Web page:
He knows best how to murder. With the uninterrupted shelling of the city, Homs, under siege, Bashar al-Assad has proven for good that there is no worse alternative for Syria than himself and the murderous gang of Baathists that surround his regime. For this shame Russia and China are to blame, although even if they did help pass the UN Security Council resolution, it probably would not help. However, what their veto has certainly done is embolden the regime to continue to commit crimes against humanity.
What can be done about it? At the moment, there are three serious attempts taking place as the massacres continue. If we line them up according to their weight, they are the Arab League’s proposal to the UN for a joint Arab-UN peacekeeping force, talks that took place between the US and Turkey in Washington and an Anglo-French Syria summit due to be held this Friday.
Very few analysts have raised any hope about the Arab League proposal. Although Russia has been part of the efforts in diplomacy, it made it clear to Arab leaders that without the consent of Assad, there would be no peacekeeping force. We all know what Assad would say about the idea.
What discourages the concerned countries is that such an idea would therefore be impossible to sell within the Security Council. It can be concluded that the divisions between the Permanent Five are to remain. Another negative for the idea has been shared by some Arab commentators who note that it is also a divisive factor among the members of the Arab League.
“The problem is that in isolating the Assad regime, the Arab League risks a polarisation of allegiances with the potential for escalation: the sectarian conflict in Syria could extend beyond its borders and into the rest of the region; in the worst-case scenario, we might see a return to a cold-war alignment positioning the Shia crescent, backed by Russia and China, against the Sunni countries, backed by the west,” argued Abdel al-Bari Atwan, editor of the London-based Arab newspaper Al-Quds Al-Arabi.
Meanwhile, London and Paris seem determined on a follow-up of the Libyan pattern. Nicolas Sarkozy, the French president, and David Cameron, the British prime minister, will not only discuss how to best endorse the idea of a peacekeeping force, but also to discuss -- as reported by the Guardian -- “what practical help they can give the Free Syrian Army.” The latter part is sure to irk Moscow and Beijing, once more a copy-and-paste of the Libyan intervention model.
Meanwhile, in Washington talks between Ahmet Davutoğlu, Turkey’s foreign minister, and Hillary Clinton, the US secretary of state, seem to have made some progress on various levels of solutions. Actually, Davutoğlu’s time in Washington was extended to include some 10 hours of meetings at the White House and the Pentagon with key officials of the American administration.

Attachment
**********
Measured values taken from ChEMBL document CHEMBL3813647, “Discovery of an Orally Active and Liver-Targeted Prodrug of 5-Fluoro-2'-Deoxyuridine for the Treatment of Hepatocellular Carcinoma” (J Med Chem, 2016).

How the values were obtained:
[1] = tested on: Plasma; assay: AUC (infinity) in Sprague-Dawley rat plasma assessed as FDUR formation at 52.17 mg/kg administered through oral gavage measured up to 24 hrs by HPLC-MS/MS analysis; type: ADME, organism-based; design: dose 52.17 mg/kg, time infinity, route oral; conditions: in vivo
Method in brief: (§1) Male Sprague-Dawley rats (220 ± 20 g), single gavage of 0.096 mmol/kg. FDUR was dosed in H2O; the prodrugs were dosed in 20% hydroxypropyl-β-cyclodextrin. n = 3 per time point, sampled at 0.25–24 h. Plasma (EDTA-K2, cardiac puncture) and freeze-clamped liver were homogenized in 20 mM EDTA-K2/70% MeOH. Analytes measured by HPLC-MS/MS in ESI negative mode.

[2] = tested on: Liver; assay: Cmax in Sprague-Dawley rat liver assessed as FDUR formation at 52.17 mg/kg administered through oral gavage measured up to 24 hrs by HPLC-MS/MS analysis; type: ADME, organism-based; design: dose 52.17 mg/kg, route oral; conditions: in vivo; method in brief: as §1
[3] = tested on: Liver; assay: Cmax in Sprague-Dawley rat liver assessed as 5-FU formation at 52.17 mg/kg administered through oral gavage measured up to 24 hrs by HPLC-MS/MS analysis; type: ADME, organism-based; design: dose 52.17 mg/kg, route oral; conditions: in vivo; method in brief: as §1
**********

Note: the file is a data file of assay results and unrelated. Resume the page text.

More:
Talks progressed on two actual premises: Both the US and Turkey, for their own reasons and pursued policies, are deeply reluctant to intervene and agree that there should be no “Western boots” on Syrian soil unless it is commanded and coordinated by Arab actors. Secondly, they both agree that the crimes committed by the Assad regime will be watched passively, as the world did during the early stages of the Bosnian conflict.
From reports on the talks, we may conclude that a two-fold plan (including diplomatic, military, logistical and humanitarian dimensions) has taken on a rough form, based on urgencies and priorities. “We are now at work on a double-layered plan,” Davutoğlu told the Milliyet daily yesterday.
The first part is to establish a “pressure group” -- a wide-based platform involving all concerned countries. This idea may be finalized next week at a meeting in Tunisia.
However, strictly determined not to act without an internationally legitimized decision to intervene in Syria, Ankara seems to have acted swiftly in the UN to open “humanitarian corridors” to Syrian cities in crisis, like Hama and Homs. For this, both the Red Cross and Red Crescent will need to be engaged.
Will it work? Given the nature of the message that was sent by a double veto at the UN, there is no reason why Damascus will allow interference in its domestic affairs, even if UN mechanisms work hard for it. The idea is not naive nor premature; however, the regime itself is almost identical in its reflexes to the suicidal regime of Milosevic in Serbia.
Just like in Bosnia and Herzegovina and Kosovo, we see a civil war developing before our eyes, where the risks for massive human suffering are high, and the only choice is between a -- hopefully -- active Arab world or an “insurgence of volunteers” entering Syria as well-instructed units to help speed up a downfall.